On December 27, 2020, President Trump signed into law the Taxpayer Certainty and Disaster Tax Relief Act of 2020 (the "Extenders Bill"), extending certain renewable energy tax credits and introducing new ones. The Extenders Bill was enacted as part of larger legislation providing coronavirus-related relief.
As discussed below in greater detail, the Extenders Bill includes several extensions of existing tax credits, such as a one-year extension for onshore wind production tax credits ("PTC"), a two-year extension for carbon capture credits ("Carbon Capture Credits"), and investment tax credits ("ITC") for solar and certain other projects. Perhaps most significantly, the Extenders Bill introduces a new ITC for offshore wind projects.
PTC for Wind Projects
The PTC under Section 45 of the Internal Revenue Code of 1986, as amended (the "Code"), provides taxpayers a tax credit of 2.5 cents (as of 2020) per kilowatt hour of electricity produced and sold to an unrelated taxpayer during a ten-year period following the date the wind project is originally placed in service.
The value of the PTC generally is subject to a 20% phasedown each year starting in 2017, based on the year the construction of such project commenced. Legislation in late 2019 (the "2019 Bill"), however, phased-up the PTC to 60% for projects the construction of which began in 2020, with the PTC still being scheduled to phase-out entirely for projects for which construction begins in 2021.
The Extenders Bill extends the 60% PTC for such wind projects by one year and further delays the total phase-out from 2021 to 2022.
A summary of the PTC phasedown schedule for wind projects is as follows:
|Year of Construction Commencement||Prior Law||Current Law (following the Extenders Bill)|
|2016 (or earlier)||100% PTC||Same|
|2021||0% PTC||60% PTC|
|2022 and onwards||0% PTC||0% PTC|
This extension provides welcomed relief for developers of, and investors in, wind projects that were affected by the coronavirus and suffered related construction and supply chain delays.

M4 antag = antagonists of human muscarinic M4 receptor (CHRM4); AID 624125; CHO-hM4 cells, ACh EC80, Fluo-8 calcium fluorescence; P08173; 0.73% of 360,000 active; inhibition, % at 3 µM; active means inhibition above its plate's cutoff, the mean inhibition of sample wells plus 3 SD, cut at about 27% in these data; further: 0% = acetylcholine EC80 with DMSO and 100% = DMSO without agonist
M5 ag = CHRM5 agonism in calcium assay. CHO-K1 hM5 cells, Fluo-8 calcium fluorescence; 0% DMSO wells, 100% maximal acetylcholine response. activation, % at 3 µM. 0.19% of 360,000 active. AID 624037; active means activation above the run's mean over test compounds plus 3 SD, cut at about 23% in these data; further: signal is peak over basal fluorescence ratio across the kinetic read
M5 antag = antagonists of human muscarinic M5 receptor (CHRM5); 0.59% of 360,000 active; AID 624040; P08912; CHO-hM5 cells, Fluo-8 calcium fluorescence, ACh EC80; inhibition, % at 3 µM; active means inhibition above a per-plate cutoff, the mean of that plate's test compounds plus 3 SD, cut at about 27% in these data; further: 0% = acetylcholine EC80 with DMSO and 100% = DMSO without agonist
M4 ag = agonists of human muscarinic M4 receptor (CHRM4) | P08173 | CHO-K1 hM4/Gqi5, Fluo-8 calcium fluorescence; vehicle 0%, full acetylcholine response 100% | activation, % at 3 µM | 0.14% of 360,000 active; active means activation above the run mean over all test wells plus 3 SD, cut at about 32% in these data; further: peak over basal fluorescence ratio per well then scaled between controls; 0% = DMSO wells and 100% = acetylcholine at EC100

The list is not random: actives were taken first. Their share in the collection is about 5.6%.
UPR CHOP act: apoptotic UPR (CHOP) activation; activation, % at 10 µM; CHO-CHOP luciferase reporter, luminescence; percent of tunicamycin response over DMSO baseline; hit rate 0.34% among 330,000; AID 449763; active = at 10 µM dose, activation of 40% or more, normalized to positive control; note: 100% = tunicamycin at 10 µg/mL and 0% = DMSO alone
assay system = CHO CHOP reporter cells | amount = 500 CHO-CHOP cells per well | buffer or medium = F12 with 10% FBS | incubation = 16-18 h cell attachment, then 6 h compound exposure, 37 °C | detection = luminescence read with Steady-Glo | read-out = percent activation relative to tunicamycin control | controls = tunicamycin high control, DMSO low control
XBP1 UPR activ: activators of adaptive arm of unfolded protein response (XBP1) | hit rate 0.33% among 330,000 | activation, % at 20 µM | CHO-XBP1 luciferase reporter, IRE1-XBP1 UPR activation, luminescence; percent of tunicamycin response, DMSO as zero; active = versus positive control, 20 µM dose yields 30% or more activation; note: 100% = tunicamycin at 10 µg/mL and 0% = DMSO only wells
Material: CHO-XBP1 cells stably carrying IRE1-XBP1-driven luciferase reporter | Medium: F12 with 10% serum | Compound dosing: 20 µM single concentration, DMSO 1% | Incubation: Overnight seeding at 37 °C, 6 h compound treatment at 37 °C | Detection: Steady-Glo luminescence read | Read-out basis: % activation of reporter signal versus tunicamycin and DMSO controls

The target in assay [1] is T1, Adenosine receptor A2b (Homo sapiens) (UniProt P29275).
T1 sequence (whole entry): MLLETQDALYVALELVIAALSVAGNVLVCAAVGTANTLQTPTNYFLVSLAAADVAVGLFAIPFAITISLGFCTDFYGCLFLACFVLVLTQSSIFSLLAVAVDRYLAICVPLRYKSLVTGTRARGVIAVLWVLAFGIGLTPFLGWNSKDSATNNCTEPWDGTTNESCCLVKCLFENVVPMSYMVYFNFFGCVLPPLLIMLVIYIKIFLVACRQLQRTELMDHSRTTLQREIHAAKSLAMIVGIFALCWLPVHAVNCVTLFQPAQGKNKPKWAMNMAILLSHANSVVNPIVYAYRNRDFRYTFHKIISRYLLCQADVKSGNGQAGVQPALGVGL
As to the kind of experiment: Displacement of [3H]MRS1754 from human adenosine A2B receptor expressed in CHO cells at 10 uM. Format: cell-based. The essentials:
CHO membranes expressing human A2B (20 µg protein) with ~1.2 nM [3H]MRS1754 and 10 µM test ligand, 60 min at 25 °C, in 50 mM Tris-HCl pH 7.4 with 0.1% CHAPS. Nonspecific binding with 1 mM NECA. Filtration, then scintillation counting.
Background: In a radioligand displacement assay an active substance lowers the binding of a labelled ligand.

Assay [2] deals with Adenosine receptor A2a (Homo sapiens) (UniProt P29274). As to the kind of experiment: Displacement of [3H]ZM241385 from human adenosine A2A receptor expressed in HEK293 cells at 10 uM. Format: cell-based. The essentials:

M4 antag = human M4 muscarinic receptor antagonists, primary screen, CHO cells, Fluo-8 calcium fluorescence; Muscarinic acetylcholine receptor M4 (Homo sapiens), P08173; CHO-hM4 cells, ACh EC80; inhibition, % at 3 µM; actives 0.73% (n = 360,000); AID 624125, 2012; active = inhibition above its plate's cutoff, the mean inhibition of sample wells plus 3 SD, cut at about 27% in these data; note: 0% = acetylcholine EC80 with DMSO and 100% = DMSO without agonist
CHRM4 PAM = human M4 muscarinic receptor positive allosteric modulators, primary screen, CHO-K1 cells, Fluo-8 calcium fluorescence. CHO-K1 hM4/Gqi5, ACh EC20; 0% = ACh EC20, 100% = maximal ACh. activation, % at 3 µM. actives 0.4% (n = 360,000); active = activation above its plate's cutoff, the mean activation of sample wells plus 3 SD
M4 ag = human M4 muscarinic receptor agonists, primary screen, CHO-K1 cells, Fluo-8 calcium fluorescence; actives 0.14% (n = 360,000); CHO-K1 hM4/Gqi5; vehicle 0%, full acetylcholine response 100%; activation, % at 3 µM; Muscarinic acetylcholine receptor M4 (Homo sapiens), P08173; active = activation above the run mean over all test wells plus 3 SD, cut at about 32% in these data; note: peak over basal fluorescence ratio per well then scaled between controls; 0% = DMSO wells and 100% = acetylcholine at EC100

PTC for Other Renewable Projects
In addition, the Extenders Bill extends from December 31, 2020 to December 31, 2021 the PTC deadline for beginning construction on the following types of projects:
- Closed-loop biomass
- Open-loop biomass
- Geothermal energy
- Landfill gas
- Marine and hydrokinetic
- Qualified hydropower
ITC for Solar Projects
The ITC under Section 48 of the Code, most commonly associated with solar projects, allows taxpayers to claim a one-time tax credit as a percentage of the cost of the qualified energy property. Like the PTC, the ITC generally is subject to a phasedown.
The Extenders Bill freezes the phasedown schedule for solar projects for two years. Now, the 26% ITC is available for solar projects the construction of which commences in 2021 or 2022, in addition to 2020. The 22% ITC is available for projects that commence construction in 2023, and a 10% ITC is available for projects the construction of which begins after 2023. In addition, the 10% ITC is applicable for all projects placed in service after 2025, a two-year extension from the prior deadline.
A summary of the ITC phasedown schedule for solar projects is as follows:
|Year of Construction Commencement||Prior Law||Current Law
(following the Extenders Bill)
|ITC (percentage of eligible cost)||Placed-in-service Deadline||ITC (percentage of eligible cost)||Placed-in-service Deadline|
|2019 (or earlier)||30%*||12/31/2023||30%||12/31/2025|
|2024 and onwards||10%*||10%*|
* The 10% ITC would also apply to projects that commenced construction in prior years but did not meet the placed-in-service deadline.
Given that the 2019 Bill did not provide any extensions for claiming ITCs with respect to solar projects, these changes mark a welcomed development for the solar industry. Notably, the Extenders Bill coincides with the increasing competiveness of the solar energy industry, paving the way for a continued solar boom.
Although the placed-in-service date for such projects was extended by two years to December 31, 2025, we expect that developers of projects that commenced construction during or prior to 2020 will nevertheless strive to cause such projects to be placed-in-service for tax purposes prior to 2025, in order to meet the four-year continuity safe harbor provided by the IRS in several of its notices ("Continuity Safe Harbor").
ITC for Onshore Wind Projects
The Extenders Bill also contains benefits for taxpayers seeking to claim ITCs in lieu of PTCs for wind projects. Prior to the Extenders Bill, a stepped-down 18% ITC was available for wind projects the construction of which began in 2020. No ITC was available for later-constructed wind projects.
The Extenders Bill provides for a one-year extension. As such, the 18% ITC will also be available for wind projects the construction of which begins in 2021, and no ITC will be available for projects that begin construction during or after 2022. This extension mirrors the one-year extension applicable to PTCs.
ITC for Offshore Wind Projects